Political Biography

Bob Hawke by Robert Pullan & Hawke by John Hurst

by
October 1980, no. 25

Success may not always have come easy to Robert James Lee Hawke, but it has come often. In 1969 he became President of the ACTU without ever having been a shop steward or a union organiser or secretary; he had never taken part in or led a strike. His experience at grass roots or branch level in the ALP had not been extensive when he was elected Federal President of the party in 1973. Now, untested in parliament and government, his jaw is firmly pointed towards achieving what has always been his ultimate ambition – the prime ministership.

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Curators at old Parliament House – now known as the Museum for Australian Democracy – have for many years maintained the prime minister’s suite much as it was when Bob Hawke vacated it in 1988. Visitors can gaze at a reproduction of the Arthur Boyd painting that hung opposite Hawke’s desk, gawk at the enormous, faux-timber panelled telephone Hawke used, and cast a wry eye over the prime ministerial bathroom, where curators have laid on the vanity toiletries and accoutrements belonging to the office’s last occupant: a box of contact lenses, a pair of black shoelaces, and a tube of hair dye.

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Scott Morrison has now been prime minister longer than any of his four predecessors: Kevin Rudd, Julia Gillard, Tony Abbott, or Malcolm Turnbull. He has won one election by the skin of his teeth and faces another by May next year. So what sort of man is he and how good a prime minister? These three publications give us slightly different takes on these questions.

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Contemporary Australian parliamentarians tend to be focused firmly on the present. Speechwriters may liberally sprinkle the speeches of politicians with references to a political party’s golden past, but an MP’s sincerest interest in history often emerges when he or she gets around to publishing a memoir of their time in office. A politician’s autobiography is an exercise that encourages selective, rather than frank, reflection on how history will portray them, their enemies and friends. Some politicians, thankfully, embrace a broader, less self-interested view of the importance of history. Labor Opposition frontbencher Chris Bowen is the latest serving politician to display a commendable fascination with historical research. His new book tells the stories of six relatively forgotten figures who made a strong contribution to the Australian Labor Party.

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Queensland MP Charles Porter’s book, The ‘Gut Feeling’ (1981), relates the story of former prime minister Billy Hughes being pressed in the 1940s to pass judgement on a Liberal Federal Council statement on an industrial issue. ‘No bloody good,’ he pronounced. ‘Not sufficiently ambiguous!’ If, as Hughes implied, ambiguity is a key virtue needed for political survival, then by 2001 the Howard Liberal–National Party Government appeared to have embraced it. Indeed, any objective analysis of the Howard era is fraught with difficulties because of these two factors: the verbal, unrecorded nature of some political incidents, and the emotive left-versus-right culture war that marked John Howard’s prime ministership (1996–2007).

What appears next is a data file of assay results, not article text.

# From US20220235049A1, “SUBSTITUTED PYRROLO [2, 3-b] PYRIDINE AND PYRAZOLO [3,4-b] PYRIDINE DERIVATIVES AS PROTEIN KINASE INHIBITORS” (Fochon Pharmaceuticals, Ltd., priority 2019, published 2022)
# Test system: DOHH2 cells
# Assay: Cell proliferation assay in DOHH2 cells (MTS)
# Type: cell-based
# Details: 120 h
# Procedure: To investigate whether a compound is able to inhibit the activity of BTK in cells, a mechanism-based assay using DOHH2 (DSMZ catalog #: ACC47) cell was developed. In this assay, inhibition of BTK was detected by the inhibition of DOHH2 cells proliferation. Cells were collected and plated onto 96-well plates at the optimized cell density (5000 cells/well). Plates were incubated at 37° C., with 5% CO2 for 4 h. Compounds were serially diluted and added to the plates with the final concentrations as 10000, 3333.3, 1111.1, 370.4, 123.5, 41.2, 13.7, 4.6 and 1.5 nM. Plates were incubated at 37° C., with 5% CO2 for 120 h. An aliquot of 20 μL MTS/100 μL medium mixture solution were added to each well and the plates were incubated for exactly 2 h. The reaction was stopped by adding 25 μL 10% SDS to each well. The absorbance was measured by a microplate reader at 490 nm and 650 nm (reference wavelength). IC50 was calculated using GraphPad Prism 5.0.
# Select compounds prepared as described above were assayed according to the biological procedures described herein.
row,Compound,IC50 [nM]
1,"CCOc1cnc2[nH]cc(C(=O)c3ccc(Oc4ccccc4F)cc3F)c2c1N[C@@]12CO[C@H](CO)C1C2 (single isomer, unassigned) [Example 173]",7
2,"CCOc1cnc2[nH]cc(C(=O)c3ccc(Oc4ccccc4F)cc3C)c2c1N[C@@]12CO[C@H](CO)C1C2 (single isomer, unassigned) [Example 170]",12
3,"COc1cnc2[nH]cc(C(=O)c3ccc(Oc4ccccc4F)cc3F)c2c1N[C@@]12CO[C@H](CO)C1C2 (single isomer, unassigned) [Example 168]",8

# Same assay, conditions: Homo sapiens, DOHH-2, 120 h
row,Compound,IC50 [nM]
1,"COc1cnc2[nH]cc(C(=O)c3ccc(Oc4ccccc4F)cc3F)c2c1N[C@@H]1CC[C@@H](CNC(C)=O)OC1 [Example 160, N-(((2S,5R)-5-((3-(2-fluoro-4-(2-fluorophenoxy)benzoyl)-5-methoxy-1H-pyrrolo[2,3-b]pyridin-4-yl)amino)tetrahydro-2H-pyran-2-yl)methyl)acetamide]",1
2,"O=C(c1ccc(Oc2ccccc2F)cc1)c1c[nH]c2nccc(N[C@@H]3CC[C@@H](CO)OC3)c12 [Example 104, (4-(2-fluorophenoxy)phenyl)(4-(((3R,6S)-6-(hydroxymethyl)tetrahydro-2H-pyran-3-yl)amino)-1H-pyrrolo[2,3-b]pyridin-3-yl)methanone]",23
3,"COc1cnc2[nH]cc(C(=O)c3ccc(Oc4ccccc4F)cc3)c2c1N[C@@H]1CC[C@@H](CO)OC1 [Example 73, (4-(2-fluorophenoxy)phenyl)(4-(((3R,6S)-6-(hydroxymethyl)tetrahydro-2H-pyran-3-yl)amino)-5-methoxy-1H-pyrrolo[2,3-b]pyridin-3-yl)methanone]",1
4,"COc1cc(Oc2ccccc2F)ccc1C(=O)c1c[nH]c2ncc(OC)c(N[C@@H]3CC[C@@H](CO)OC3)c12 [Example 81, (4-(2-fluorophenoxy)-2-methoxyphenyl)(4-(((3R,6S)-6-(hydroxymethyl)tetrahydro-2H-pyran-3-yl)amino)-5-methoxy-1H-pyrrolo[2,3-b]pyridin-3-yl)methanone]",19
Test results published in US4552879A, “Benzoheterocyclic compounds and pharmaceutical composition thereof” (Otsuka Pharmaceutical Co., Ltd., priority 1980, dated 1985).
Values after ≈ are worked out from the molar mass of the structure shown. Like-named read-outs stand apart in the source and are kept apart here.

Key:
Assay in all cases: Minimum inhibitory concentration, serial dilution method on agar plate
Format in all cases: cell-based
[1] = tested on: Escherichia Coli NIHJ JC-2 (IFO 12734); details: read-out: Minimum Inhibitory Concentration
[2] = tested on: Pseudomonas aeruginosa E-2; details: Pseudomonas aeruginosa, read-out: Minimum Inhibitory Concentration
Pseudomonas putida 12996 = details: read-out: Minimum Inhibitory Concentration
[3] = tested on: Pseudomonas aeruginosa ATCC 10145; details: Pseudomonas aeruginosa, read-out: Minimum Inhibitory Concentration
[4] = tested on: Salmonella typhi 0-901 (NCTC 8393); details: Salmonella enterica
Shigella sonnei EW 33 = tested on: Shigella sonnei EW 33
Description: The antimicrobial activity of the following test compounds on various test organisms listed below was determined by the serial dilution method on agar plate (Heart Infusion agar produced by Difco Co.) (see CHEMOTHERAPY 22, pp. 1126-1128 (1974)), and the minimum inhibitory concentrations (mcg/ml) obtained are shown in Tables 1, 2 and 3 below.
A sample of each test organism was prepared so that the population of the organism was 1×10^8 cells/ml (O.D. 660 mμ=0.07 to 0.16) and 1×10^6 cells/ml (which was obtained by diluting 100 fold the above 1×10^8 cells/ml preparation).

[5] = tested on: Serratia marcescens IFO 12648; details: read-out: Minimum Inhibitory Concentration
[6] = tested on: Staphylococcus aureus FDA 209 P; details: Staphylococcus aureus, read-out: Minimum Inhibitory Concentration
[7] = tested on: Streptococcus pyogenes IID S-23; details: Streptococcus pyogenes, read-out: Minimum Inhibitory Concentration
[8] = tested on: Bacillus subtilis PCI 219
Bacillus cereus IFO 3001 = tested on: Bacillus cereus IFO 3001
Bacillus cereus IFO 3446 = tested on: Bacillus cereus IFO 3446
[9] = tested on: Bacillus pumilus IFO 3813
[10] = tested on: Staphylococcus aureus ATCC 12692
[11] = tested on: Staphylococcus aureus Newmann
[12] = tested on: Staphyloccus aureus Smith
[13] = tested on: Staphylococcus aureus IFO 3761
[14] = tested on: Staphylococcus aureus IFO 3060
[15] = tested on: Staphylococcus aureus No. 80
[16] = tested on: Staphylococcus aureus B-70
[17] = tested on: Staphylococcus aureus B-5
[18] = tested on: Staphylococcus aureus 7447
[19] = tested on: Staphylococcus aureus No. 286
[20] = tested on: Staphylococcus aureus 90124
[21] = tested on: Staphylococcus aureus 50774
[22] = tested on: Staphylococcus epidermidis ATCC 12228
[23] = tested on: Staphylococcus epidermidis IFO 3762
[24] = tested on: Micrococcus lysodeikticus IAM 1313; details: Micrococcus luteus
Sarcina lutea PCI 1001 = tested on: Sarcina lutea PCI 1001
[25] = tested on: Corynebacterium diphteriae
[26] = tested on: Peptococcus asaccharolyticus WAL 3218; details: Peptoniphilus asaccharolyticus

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Every biographer has a relationship with their subject, even if they have passed away. A real advantage for biographers of the dead is that the subject cannot say what they think about the book. The relationship between Margaret Simons and Penny Wong was fraught. That this mattered is evident from the opening sentence: ‘Penny Wong did not want this book to be written.’ Simons, a journalist, biographer, and associate professor at Monash University, uses her preface to complain about how difficult it was researching the book without Wong’s assistance and against her will. 

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Paul Keating has been much written about; his trajectory is familiar. His is a story of leadership and the exercise of power, about a man who led from the front and – like Gough Whitlam – was willing to ‘crash through or crash’ when following his convictions. No prime minister since has displayed a similar propensity. Troy Bramston’s biography conforms to ...

Paul Keating continues to fascinate. Influential commentators such as Paul Kelly and George Megalogenis now celebrate the golden age of policy reform in which he was central, while lamenting the policy desert of recent years. Still, it is not enough: Keating, the master storyteller, wants to control the narrative of his legacy. Yet he professes disdain for biography ...

Paul Keating has an enduring allure. He has been out of politics since 1996, yet in the past year or so we have seen the ABC screen an unprecedented series of four one-hour interviews with him by an unusually respectful Kerry O’Brien; a book of his sayings still sells well, his speeches and pronouncements receive wide publicity, and now historian David Day has giv ...

John Howard has long been concerned with countering what he regards as the domination of Australian historical writing by the left. His project was initiated before he gained the prime ministership, most notably in his Menzies Lecture of 1996, in which he claimed that most of the distinctiveness and achievements of Australian politics were grounded in the liberal tradition. It continued during the ‘history wars’ from 1996 to 2007 – a subsidiary element in his largely successful attempt to reshape the contemporary understanding of liberal individualism. His massive new book on Menzies and his times is the summa of this enterprise.

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